According to an informed source of the situation that was not allowed to talk to the media, more than 1,000 TSA employees are still waiting to be paid in full. The exact number remains unclear, as employees continue to complain about still having money at closing.
During the partial closure of the government, which lasted from December 22nd to January 25th, CNN was the first to announce that hundreds of TSA controllers were not showing up for work, as it became more and more difficult to reach both ends for many employees without their usual salary. The shortage of staff has resulted in long lines at some airports during the 35 days of standstill and has even forced some of them to close security checkpoints.
When the closure ended, President Donald Trump stated that the payment of salary arrears to federal employees would be the priority, and the Budget Management Office instructed agencies to give priority to the reimbursement of its employees.
In a statement, the TSA estimated that about 1,000 of the total number of employees were unpaid.
"Of the 60,000 employees of the TSA, about 1,000 across the country require some kind of wage adjustment," reads in the agency statement. The agency says she continues to deal with these corrections, which mainly concern a pay period.
The median salary at the ASD is less than $ 41,000, according to data from 2017 and published by the Bureau of Labor Statistics.
A TSA official who is "frustrated by the situation" said that the delay in payment is a self-inflicted injury. The manager, who spoke anonymously because they are not allowed to talk to the media, attributes this to Pekoske's action during the shutdown.
"The problems are related to the pay period 26," said the manager, referring to the last pay period of 2018 partially paid to encourage workers to stay at work. The TSA had then indicated that a week of late payment had been paid.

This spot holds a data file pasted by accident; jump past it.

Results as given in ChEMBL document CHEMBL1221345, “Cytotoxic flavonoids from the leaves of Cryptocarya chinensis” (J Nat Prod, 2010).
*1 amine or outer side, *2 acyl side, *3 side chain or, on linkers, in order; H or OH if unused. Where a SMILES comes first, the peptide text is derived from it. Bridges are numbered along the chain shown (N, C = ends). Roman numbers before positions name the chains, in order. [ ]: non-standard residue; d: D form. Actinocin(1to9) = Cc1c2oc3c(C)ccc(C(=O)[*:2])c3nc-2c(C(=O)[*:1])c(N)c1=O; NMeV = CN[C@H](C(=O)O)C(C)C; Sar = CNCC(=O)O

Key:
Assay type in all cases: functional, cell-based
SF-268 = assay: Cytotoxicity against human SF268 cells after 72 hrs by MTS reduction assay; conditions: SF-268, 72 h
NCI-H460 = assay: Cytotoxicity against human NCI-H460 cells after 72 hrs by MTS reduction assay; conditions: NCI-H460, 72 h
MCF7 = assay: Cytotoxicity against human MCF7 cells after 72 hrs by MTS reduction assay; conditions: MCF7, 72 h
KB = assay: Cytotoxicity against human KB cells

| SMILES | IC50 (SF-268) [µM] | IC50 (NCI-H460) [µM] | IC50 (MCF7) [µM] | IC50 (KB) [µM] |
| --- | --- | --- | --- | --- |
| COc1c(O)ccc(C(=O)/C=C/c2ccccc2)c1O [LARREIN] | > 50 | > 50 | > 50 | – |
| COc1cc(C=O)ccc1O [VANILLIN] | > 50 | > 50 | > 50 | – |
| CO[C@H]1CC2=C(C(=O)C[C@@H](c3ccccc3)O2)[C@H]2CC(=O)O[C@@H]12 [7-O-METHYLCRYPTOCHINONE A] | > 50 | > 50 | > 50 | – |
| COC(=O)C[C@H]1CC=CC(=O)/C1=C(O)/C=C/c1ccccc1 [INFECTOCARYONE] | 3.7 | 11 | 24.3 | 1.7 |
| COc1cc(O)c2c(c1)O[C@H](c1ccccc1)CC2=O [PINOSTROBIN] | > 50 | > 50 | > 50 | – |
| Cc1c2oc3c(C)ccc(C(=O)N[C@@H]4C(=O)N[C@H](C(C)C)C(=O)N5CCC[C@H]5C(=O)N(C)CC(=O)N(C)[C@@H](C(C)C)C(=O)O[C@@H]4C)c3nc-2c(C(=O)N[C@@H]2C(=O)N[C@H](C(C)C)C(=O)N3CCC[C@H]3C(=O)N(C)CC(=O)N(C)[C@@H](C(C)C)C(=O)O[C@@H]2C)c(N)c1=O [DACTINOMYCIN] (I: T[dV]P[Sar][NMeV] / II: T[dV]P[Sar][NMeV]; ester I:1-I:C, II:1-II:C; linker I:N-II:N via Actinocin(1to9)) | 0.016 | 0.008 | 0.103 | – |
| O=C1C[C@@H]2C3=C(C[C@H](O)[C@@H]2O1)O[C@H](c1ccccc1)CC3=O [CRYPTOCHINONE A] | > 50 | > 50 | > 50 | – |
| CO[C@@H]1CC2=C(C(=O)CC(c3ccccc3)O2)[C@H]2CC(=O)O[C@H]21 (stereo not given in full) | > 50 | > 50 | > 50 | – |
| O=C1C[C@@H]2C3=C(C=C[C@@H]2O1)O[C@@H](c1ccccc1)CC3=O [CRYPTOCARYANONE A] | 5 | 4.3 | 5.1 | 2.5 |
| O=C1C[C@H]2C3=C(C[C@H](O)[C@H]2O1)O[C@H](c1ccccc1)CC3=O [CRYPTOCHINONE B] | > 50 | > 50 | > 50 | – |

"It seems that their efforts to pay part of the people have ruined everything and that they continue to fend for themselves," the source said.
TSA declined to comment further.
On-call discussion with TSA Field Offices
The current problem of salary arrears was the subject of a phone call that TSA headquarters held Wednesday with field offices throughout the country, according to a partial transcript obtained by CNN.
During the call, Karen Shelton Waters, who oversees human resource issues at TSA headquarters, explained that the agency's help desk and the administrator himself were overwhelmed with questions, concerns and complaints about the situation, according to the transcript.
Waters is quoted in the transcript, explaining why the agency understands why about 1,000 TSA workers have still not received their full pay, indicating the right time for the agency to decide to pay workers during the closure.
"Pay period 26 was the partial pay we had paid and the rest of that pay period should have been a correction made by the system once funding was restored," she said.
"Our calendar (…) could not have been poorer in terms of partial payment – we actually got the authorization to do it almost simultaneously with the reinstatement of funding," he said. she adds.
The result is an administrative mess. The agency is now working to modify its system to reflect the fact that the employees have already received a partial payment, so that the balance due to them is accurate.
"If I pay you a partial payment, I will not be able to pay you more than your work," the source said. "They have to go back and match what worked and everything has to be done manually to make sure the difference due to the employees is accurate."
The TSA official added, "The administrator used the money from FY18 to pay part of the TSA employees, which made the purpose of the closure lose their focus. at work because of a number creates more problems for employees and they treat it a month after the end of the closure. "
The National Finance Center, which deals with human resource issues for the TSA, did not respond to a request for comment.
During the call, Waters provided an email address where employees can report problems to the agency, but it's hard to know when TSA will pay for all of its employees.